Why the Arab World needs Heroes

As a number of friends may know, I’ve been on a pretty aggressive travel schedule over the last couple of months. Its been a blur, but I finally put some thoughts together about my most recent trip to the Middle East.

The folks at Forbes were kind enough to let me share it in my third guest post for them. It’s a little longer than usual, but I’m anxious to hear what you think about it.

(text of the article below)

The Arab World Needs (Entrepreneurial) Heroes

Jan. 20 2011 – 8:23 pm | 345 views | 0 recommendations | 0 comments
Posted by Eric Savitz

Saad Khan: We can be heroes.

Written By Saad Khan

Dubai is a city that defies the laws of physics. It is a place where architects are regularly commissioned to build the Dali-esque. Tallest building in the world? Check. Islands in the shapes of Palm Trees? Done. Want Whistler-like ski conditions in a shopping mall or an underwater hotel? Double check. It has more cranes than any city in the world today with the exception of Shanghai. Its airport terminals are a microcosm of the city-state:  epic in size, unabashedly commercial and catering to a cross-section of humanity that is simply unparalleled (how exactly do Seychellois communicate with Ethiopians?)

In the middle of the barren desert, Dubai has built one of the most impressive balance sheets of hard assets in the world. It is the showcase for entrepreneurial vigor (and renewal) in the Middle East. Yet in 2010, it was barely rescued by its neighbor Abu Dhabi from the verge of bankruptcy. So what gives?

Simple. Dubai, like much of the region, needs heroes.

A few weeks back I presented at the 2010 Celebration of Entrepreneurship conference, hosted by Arif Naqvi’s Abraaj Capital. The conference was a first of a kind Pan-regional unconference (a cross between TED and TechCrunch for the Middle East). Over 2,000 entrepreneurs, innovators and stakeholders in the region’s were buzzing to connect, share and hear the stories and lessons learned from entrepreneurial practitioners from around the world. Silicon Valley personalities like Mike Cassidy, Joi Ito, and my colleague Jim Hornthal, talked about their experiences, alongside regional innovators like Osman Sultan, CEO of du, a telco in the United Arab Emirates. Everyone shared pages from their playbook and themes that are all-too-familiar for Silicon Valley types, including embracing lessons from failure, failing forward, and nurturing a culture that encourages risk-taking.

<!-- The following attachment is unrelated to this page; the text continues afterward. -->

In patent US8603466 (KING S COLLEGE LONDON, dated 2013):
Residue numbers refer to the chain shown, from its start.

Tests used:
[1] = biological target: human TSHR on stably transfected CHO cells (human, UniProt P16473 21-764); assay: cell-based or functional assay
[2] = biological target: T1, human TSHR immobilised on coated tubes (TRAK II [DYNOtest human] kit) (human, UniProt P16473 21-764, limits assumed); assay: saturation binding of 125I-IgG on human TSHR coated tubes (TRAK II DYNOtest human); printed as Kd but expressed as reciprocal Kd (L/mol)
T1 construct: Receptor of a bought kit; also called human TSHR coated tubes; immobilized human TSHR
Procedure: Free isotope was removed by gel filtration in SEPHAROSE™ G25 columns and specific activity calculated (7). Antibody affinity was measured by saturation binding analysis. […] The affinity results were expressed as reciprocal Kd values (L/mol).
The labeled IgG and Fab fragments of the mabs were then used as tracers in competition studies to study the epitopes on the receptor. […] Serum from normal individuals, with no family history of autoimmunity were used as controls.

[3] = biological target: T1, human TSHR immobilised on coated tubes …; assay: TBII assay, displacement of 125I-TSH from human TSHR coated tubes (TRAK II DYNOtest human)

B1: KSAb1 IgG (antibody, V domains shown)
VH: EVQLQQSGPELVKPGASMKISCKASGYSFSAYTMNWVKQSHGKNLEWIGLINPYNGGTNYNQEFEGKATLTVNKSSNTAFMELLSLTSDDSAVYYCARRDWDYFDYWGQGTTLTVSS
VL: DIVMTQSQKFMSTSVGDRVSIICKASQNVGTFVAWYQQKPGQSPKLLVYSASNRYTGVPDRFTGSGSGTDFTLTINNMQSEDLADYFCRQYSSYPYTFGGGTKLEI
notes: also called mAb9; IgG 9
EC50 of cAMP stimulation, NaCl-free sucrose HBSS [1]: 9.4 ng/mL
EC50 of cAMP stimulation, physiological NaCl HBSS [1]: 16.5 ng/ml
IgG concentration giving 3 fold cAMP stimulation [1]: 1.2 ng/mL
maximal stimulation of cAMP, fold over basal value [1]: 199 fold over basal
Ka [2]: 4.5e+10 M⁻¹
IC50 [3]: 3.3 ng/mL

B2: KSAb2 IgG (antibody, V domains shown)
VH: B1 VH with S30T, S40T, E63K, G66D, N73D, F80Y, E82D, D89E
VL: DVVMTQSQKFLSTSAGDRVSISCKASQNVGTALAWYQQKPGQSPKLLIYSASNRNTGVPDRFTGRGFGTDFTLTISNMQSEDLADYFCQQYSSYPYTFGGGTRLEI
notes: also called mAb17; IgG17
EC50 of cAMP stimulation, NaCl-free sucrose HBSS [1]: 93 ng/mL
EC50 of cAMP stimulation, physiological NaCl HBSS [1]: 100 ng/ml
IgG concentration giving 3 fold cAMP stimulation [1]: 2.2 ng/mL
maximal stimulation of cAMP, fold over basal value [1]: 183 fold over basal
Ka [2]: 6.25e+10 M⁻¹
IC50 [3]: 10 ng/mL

My own talk was entitled “Why Entrepreneurs are the New Asset Class,” a follow-up to a meme I’ve written about before for Forbes. I discussed the characteristics that I’ve seen in people, some of whom I’ve invested in, that personify great entrepreneurs. I mentioned the stories of Rich Skrenta, Tim Westergren, Renaud Laplanche, Salman Khan, and Leila Janah – all of whom embody the spirit of entrepreneurs for me in different ways. Yet I realize now that their stories, while instructive, fail to stir local imaginations in one distinct way — they aren’t homegrown.

The new Archetype

But there are many stories that are. Take conference co-host and entrepreneur turned uberangel investor Fadi Gandour. His is a story of a local Jordanian boy who made good. Fadi is the founder and CEO of Middle Eastern logistics company Aramex, the “FedEx of the Middle East.” Gandour’s prominence as a local entrepreneur is now only eclipsed by his role as an angel investor and enabler for young entrepreneurs across the region. Walking the conference floor with Fadi is an unending sequence of high-fives, broad smiles and a friendly arm around countless young entrepreneurs seeking advice from his playbook and funding from his checkbook.

As an angel investor, his story intersects with another local success, Jordanian Internet pioneer Maktoob, the leading Arabic language portal, which was acquired by Yahoo in 2009. Virtually every local entrepreneur I meet, digital aficionado or not, knows the story by heart: two local Jordanians Samih Toukan and Hussam Khoury, bootstrap their way from consulting company to web developers, to an Arabic web email service. They expand the vision to build the Yahoo of the Arab world, and after years of lean-living, Yahoo completes the endorsement and buys the company in a deal rumored to be somewhere north of $100 million. As a mentor and investor, Fadi tells the story on his blog. Young entrepreneurs use this as their fuel to be the next success story from the region.

Then there are the stories of ex-pats coming back to the region. Take Usama Fayyad, formerly Chief Data Officer at Yahoo. Usama came to the U.S. to earn his PhD in data mining, now perhaps the most coveted expertise for anyone in the web business. Usama joined Yahoo through an acquisition of his former company, the DMX Group, a data mining and technology company, and then became the executive responsible for Yahoo’s data strategy and much of their research organization.

He recently launched a startup incubator in his hometown of Amman, Jordan, called Oasis500. I had a chance to visit Oasis500 to meet some of their entrepreneurs. What struck me most was how each entrepreneur I met had a distinct, plausible vision. They are clearly self-assured, fueled by the transitive property of success – if their benefactor can do it, so can they.

Creating the next origin myth

One local entrepreneur has taken this notion of Arab heroes to heart. Naif Al-Mutawa, Founder and CEO of the Teshkeel Media Group, is the creator of “The 99,” a comic book about super-heroes that are derived from local cultural motifs. “The 99” is a reference to the 99 Names of God, attributes that are commonly used in Islamic literature to describe the Almighty. Most recently characters from the 99 have teamed up with their seasoned compatriots across the Atlantic from the Justice League of America – Superman, Wonder Woman and Batman – to take crime fighting globally. One of many firsts for Muslim superheroes.